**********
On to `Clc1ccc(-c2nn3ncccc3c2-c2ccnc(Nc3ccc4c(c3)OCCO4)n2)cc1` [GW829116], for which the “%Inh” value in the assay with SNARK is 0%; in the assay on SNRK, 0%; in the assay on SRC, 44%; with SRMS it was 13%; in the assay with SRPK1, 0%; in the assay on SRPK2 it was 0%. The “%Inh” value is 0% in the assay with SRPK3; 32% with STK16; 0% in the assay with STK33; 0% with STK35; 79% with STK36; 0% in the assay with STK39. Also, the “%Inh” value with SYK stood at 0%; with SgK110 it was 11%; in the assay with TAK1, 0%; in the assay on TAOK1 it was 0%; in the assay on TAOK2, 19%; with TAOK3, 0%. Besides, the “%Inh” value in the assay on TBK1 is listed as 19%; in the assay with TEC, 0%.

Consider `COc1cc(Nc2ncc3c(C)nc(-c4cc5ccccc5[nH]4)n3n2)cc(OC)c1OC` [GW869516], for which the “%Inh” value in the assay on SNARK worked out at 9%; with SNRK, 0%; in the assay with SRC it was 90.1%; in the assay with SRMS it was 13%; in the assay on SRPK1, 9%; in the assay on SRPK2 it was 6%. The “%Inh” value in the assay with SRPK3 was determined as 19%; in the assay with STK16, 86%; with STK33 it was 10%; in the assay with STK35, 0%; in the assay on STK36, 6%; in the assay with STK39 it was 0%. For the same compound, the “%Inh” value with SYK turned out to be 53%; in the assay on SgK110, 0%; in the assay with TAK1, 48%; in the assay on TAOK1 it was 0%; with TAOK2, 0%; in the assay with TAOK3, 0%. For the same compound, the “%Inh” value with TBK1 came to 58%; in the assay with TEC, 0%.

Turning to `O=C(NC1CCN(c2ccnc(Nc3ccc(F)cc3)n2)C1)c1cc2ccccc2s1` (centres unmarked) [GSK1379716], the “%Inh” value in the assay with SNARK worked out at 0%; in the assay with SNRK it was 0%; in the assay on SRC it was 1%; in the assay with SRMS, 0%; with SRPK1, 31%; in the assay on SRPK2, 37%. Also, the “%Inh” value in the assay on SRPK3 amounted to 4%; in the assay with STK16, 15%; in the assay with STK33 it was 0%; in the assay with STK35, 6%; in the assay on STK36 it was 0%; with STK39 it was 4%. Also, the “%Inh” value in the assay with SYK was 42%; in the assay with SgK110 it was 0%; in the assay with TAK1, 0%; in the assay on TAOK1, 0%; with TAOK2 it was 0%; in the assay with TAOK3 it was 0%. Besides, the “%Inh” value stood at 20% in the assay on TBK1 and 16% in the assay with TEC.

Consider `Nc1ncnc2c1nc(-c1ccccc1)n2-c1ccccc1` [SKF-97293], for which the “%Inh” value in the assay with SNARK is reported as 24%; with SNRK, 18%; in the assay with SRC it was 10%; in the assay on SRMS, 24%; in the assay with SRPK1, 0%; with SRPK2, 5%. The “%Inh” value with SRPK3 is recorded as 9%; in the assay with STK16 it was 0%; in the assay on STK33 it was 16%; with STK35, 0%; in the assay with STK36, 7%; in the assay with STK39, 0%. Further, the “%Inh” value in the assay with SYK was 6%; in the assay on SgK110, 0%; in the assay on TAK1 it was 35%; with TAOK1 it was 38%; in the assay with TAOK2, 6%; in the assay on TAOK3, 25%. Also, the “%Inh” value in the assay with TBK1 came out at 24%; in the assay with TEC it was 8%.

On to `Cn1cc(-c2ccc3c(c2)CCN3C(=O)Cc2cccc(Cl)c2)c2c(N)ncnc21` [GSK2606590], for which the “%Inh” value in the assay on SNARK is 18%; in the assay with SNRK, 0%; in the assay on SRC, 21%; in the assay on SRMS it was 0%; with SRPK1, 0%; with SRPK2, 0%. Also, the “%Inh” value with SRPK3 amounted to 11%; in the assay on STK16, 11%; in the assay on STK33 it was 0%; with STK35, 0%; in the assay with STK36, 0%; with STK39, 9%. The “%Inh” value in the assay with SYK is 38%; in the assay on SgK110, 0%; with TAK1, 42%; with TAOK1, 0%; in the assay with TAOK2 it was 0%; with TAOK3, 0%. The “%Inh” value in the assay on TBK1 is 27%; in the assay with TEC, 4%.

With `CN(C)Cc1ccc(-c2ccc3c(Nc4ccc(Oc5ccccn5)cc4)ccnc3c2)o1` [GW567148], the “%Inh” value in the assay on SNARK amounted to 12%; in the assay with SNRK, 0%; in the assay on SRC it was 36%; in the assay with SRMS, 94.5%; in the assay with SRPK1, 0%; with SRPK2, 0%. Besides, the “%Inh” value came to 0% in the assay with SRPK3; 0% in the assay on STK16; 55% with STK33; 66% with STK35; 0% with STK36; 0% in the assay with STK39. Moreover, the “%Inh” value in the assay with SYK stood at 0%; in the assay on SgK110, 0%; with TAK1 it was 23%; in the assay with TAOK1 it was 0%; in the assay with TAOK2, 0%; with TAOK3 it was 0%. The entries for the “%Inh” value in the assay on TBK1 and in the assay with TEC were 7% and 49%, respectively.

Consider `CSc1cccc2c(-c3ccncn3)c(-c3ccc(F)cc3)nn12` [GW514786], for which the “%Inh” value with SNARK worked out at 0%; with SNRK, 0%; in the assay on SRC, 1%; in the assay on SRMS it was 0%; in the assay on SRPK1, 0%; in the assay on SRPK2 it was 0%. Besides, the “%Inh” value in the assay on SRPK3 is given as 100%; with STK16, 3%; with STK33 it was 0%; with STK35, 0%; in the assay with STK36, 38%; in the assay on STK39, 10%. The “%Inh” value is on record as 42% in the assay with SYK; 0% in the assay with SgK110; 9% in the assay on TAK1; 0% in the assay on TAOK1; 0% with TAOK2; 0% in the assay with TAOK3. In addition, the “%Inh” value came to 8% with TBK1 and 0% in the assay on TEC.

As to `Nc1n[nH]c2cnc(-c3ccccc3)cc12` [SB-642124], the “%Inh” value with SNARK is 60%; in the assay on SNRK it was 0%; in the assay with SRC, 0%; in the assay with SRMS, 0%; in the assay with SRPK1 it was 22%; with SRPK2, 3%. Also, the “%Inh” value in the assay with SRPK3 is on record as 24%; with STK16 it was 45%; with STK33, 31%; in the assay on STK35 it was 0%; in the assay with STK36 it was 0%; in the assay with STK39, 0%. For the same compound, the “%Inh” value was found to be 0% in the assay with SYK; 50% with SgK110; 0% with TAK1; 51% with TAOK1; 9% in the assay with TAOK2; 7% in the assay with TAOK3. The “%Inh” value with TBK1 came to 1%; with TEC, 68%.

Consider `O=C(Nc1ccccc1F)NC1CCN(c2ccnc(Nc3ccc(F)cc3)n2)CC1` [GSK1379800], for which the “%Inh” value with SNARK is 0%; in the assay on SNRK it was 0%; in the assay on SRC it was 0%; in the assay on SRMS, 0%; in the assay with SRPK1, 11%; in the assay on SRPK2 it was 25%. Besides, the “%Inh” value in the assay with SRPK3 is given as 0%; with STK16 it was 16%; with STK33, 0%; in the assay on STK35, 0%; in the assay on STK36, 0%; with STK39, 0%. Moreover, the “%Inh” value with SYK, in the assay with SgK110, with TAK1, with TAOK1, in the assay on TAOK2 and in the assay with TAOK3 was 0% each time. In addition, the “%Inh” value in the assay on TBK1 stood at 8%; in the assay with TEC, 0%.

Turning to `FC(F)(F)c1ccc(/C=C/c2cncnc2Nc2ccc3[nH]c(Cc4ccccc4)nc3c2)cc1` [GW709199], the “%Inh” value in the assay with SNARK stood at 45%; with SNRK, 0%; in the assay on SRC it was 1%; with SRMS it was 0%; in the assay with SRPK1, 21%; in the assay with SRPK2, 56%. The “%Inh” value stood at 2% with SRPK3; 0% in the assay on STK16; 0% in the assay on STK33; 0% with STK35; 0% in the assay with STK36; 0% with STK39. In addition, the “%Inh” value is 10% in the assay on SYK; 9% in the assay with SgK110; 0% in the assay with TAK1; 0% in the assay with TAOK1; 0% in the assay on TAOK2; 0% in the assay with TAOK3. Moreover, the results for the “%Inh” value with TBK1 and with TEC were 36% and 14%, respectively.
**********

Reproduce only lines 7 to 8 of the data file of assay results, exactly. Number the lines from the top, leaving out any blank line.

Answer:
Consider `CSc1cccc2c(-c3ccncn3)c(-c3ccc(F)cc3)nn12` [GW514786], for which the “%Inh” value with SNARK worked out at 0%; with SNRK, 0%; in the assay on SRC, 1%; in the assay on SRMS it was 0%; in the assay on SRPK1, 0%; in the assay on SRPK2 it was 0%. Besides, the “%Inh” value in the assay on SRPK3 is given as 100%; with STK16, 3%; with STK33 it was 0%; with STK35, 0%; in the assay with STK36, 38%; in the assay on STK39, 10%. The “%Inh” value is on record as 42% in the assay with SYK; 0% in the assay with SgK110; 9% in the assay on TAK1; 0% in the assay on TAOK1; 0% with TAOK2; 0% in the assay with TAOK3. In addition, the “%Inh” value came to 8% with TBK1 and 0% in the assay on TEC.

As to `Nc1n[nH]c2cnc(-c3ccccc3)cc12` [SB-642124], the “%Inh” value with SNARK is 60%; in the assay on SNRK it was 0%; in the assay with SRC, 0%; in the assay with SRMS, 0%; in the assay with SRPK1 it was 22%; with SRPK2, 3%. Also, the “%Inh” value in the assay with SRPK3 is on record as 24%; with STK16 it was 45%; with STK33, 31%; in the assay on STK35 it was 0%; in the assay with STK36 it was 0%; in the assay with STK39, 0%. For the same compound, the “%Inh” value was found to be 0% in the assay with SYK; 50% with SgK110; 0% with TAK1; 51% with TAOK1; 9% in the assay with TAOK2; 7% in the assay with TAOK3. The “%Inh” value with TBK1 came to 1%; with TEC, 68%.